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5 Thumb rules for Investing

Have you ever played any sport? There is one thing in common in each of them; each has its own rules and techniques. Following these methods, one is set to win, provided he applies his minds and keeps practicing on his shortcomings. Investing is much similar to this. It has its own set of rule and techniques. Today, we will talk about some of these thumb rules that make our investing easier. 

1.Rule of 72, 114 and 144

Here, we have combined three rules for easier understanding. These rules tell you how fast your money can grow. If you want to see how fast your money will double, divide 72 by the expected rate of interest on the security. Similarly, if you wish to see how much time it will take to triple or quadruple your corpus, divide 114 and 144 by the expected rate of interest.

 Example: If you invest INR 10 Lacs at a 7.2% annual rate of interest, the amount will double itself in 10 years (i.e.,72/7.2)

2.Rule of 70

This rule signifies the purpose of making an investment which is avoiding inflation. Rule of 70 requires one to divide the number 70 by the current rate of inflation. The resultant is the numbers of years, after which your wealth will be worth half of what it is today.

 For example: If you have INR 40 Lakhs and the current rate of inflation is 5%. After 14 years (i.e.,70/5) the worth of your corpus will be just INR 20 Lakhs.

3.Emergency Fund Rule

In 2020, around 12.2 Crore people lost their jobs during the coronavirus lockdown. Situations like these are the reason why the creation of an emergency fund is necessary. Keeping aside a 6-to-12-month expense fund aside is said to be a good practice. Putting this idle money into liquid funds can be considered a wise decision. While calculating this fund; one should calculate all the expenses that he will need to pay for even in your worst times. The amount includes EMIs, electricity and water bills, food bills, rent, etc.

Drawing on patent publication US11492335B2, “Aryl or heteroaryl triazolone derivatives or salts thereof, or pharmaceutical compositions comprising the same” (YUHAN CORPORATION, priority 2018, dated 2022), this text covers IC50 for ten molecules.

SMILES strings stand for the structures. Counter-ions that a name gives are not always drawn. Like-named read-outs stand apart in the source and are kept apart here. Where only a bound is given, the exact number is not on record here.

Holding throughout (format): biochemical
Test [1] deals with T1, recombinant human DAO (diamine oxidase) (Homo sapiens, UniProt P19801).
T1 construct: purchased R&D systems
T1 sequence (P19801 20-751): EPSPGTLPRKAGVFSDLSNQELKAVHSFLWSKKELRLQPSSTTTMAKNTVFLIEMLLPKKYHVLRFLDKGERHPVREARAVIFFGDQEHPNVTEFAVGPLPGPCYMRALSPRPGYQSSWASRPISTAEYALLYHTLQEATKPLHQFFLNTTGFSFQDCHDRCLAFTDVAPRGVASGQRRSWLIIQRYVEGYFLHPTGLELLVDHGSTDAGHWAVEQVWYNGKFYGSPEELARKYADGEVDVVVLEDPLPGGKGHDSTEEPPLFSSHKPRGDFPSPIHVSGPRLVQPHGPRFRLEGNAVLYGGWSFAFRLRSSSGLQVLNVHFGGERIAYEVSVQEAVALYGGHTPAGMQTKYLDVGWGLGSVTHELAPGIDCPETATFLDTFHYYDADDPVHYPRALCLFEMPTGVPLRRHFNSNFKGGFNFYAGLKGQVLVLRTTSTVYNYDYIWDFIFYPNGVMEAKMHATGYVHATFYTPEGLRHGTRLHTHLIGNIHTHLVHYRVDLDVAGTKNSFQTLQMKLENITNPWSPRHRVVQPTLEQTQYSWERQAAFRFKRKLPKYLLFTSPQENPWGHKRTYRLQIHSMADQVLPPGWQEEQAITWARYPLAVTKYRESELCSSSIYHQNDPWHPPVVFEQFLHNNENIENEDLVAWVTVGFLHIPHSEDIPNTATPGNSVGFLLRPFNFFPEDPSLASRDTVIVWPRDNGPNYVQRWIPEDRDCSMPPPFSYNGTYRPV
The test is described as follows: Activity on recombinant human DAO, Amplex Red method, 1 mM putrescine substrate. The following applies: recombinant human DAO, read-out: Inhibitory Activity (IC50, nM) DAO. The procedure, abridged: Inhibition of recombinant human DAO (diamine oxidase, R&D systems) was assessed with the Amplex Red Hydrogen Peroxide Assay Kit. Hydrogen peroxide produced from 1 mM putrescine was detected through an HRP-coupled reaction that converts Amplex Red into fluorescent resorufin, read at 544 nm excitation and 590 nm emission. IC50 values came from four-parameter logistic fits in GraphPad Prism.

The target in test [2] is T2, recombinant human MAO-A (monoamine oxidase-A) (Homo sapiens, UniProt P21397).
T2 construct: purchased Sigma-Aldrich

4.10 Percent for Retirement Rule

Many people consider saving for their future when they are in their 30’s or 40’s. While there is no better time to start saving than today, planning for investment in the 20’s is the best thing one can do. Thanks to the power of compounding, even a meagre amount can turn up to be a corpus. As a rule, one should invest at least 10% of his monthly income. 

 For example: If one earns INR 30000 per month and invests INR 3000 per month (10% of INR 40000) and steps it by 10% every year, after 35 years at an expected rate of interest of 10%, this amount shall become a gigantic corpus of INR 3.4 Crore.  

5.100 Minus Your Age Rule

This rule is concerned with the allocation of your funds. This rule says that considering that you live a 100 years lifespan, 100 minus your age should be the percentage that you should invest into equity & the rest in debt. This rule suggests asset allocation on your risk. When younger, one has a high risk-taking capacity which reduces, as one grows older. 

For example: If you’re 25 years old, 75% (i.e., 100-25) should be invested into equity-oriented stocks, rest should be invested in the debt market. 

Conclusion: 

Rule of thumbs are an easy way approach to learning things. However, they should not be adhered to strictly rather used as a suggestive tactic of doing things and managing your investments.

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